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Duty and honor
by Nathan Orme
Mar 04, 2012 | 608 views | 0 0 comments | 2 2 recommendations | email to a friend | print
Picture a young man in his mid-20s with a loving wife, a baby on the way, a good job and a penchant for early morning fishing.

Now picture what this young man should be doing with his time. It probably entails trips to the doctor, hours poring over books of baby names, painting a nursery and lots of hours massaging swollen feet.

That picture sounds perfect, but it is quite different for a young couple I know. The pictures I saw this week of these newlyweds’ life are of a squadron of military helicopters flying through the sky. Another picture, taken with a cell phone and posted on the young man’s Facebook page, looks back at the ground out the door of that helicopter. When that young man from Carson City returns from combat duty in Afghanistan, he will be a young father. While he was away, his young wife will have gone through the joy and agony of childbirth without him.

She won’t be alone: Her mother and many friends will surround and support her. But seeing this situation from up close, it makes me wonder what duty is so important as to drag this young man away from his duty as a soon-to-be father. As a member of the Nevada Army Guard’s Bravo Company, 1-189th General Support Aviation Battalion, this young man will be gone for 10 months — possibly longer — so his participation in the birth of his child will be conducted over the Internet (I guess he was here for the really important part, if you know what I mean).

According to the Nevada National Guard website, “The 1-189th deployment marks the 20th major unit mobilization performed by the Nevada Army Guard since Sept. 11, 2001, in support of operations Iraqi Freedom, Enduring Freedom and New Dawn. Nearly 3,000 Nevada Guard Soldiers have participated in the deployments.” The unit was last in the Middle East in 2005, when one of its helicopters was shot down by Taliban fighters and five Nevada soldiers were killed.

This deployment will start with training in Texas, followed by support for combat missions in Afghanistan. Great place for a guy with a baby on the way, what with recent anti-Americanism after some Quarans and other Islamic holy texts were burned by U.S. soldiers. In an incident Thursday, two American soldiers were killed by Afghan soldiers in the backlash of the desecration. This just days after two other Americans and as many as 30 Afghans were killed in rioting. According to an MSN article, Pentagon Press Secretary George Little said the strategy of partnering and working with Afghan National Security Forces “is not changing.”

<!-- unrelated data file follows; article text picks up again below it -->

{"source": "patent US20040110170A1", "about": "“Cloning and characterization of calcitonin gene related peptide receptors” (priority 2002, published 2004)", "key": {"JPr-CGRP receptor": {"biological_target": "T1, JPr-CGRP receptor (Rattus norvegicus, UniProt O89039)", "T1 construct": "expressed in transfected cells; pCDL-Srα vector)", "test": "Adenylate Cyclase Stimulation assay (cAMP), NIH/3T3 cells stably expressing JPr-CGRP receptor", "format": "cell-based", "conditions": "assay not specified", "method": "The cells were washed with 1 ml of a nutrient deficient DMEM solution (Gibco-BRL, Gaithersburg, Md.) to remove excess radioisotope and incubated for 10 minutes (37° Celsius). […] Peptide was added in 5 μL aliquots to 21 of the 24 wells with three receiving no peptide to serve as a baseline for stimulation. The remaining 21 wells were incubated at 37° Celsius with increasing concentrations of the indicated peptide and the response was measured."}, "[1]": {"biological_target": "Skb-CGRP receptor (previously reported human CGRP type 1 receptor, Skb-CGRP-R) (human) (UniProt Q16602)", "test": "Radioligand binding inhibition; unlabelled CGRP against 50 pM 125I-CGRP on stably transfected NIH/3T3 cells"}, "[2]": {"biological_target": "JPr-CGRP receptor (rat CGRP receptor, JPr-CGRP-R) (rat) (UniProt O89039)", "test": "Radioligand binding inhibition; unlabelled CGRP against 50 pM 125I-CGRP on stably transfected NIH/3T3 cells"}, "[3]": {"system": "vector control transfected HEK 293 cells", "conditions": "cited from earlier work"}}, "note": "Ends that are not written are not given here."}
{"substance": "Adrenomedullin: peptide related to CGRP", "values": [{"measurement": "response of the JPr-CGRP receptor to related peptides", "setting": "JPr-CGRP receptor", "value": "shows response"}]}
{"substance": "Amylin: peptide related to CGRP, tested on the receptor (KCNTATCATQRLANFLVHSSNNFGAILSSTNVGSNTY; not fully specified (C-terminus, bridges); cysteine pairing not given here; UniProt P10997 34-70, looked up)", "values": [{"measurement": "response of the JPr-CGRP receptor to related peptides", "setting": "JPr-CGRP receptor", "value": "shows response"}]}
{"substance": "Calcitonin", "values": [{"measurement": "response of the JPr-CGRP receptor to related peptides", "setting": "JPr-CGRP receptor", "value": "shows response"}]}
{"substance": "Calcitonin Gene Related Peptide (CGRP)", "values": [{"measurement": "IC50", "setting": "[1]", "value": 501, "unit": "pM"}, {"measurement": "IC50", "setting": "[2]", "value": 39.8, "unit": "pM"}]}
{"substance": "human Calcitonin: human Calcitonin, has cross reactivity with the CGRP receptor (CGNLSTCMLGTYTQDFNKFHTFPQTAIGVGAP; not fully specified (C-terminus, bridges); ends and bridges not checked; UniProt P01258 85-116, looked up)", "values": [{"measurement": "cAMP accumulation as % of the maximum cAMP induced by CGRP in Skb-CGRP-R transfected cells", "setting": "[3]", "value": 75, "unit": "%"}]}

This young man told me many times he is eager to see some action. Part of me thinks that feeling will disappear once his boots are on the ground, but I also know a bond of survival forms between soldiers facing life and death. About five years ago, I attended a college football game in San Diego, Calif., where many troops are stationed. I met quite a few young men who had seen Middle East action, and despite scars or missing digits they said they wanted to go back to help their buddies. I shook their hands and thanked them for what they did.

I will always respect members of the military for risking their rear ends for my safety when all I would do is wet my pants. I have a hard time giving respect to the politicians who put them in harm’s way without good reason. On Sept. 11, 2001, we felt like we had good reason. On March 4, 2012, I’m not so sure. We ousted Saddam Hussein and killed Osama Bin Laden, both deemed to be threats to American lives, but what’s left? Apparently something, since we’re still sending young men over there to do midnight reconnaissance instead of midnight feedings.

Nobody forced this young man to join the military. He did it voluntarily knowing the risk of being sent into battle. Elected officials in Washington ran for office voluntarily knowing the risk of being asked to decide whether to send troops off to warm. I’m not sure I’d want either job.

At this point, all I can say it that I hope all the young and old men from northern Nevada and everywhere else come home safely to be young and old fathers. I also hope all the politicians become intimately involved with someone who is shipped off into conflict so they have a full appreciation of the consequence of their decisions.

Now, if you’ll excuse me, I have to help go over baby names — I draw the line at foot massages, though.

Nathan Orme is the editor of the Sparks Tribune. He can be reached at
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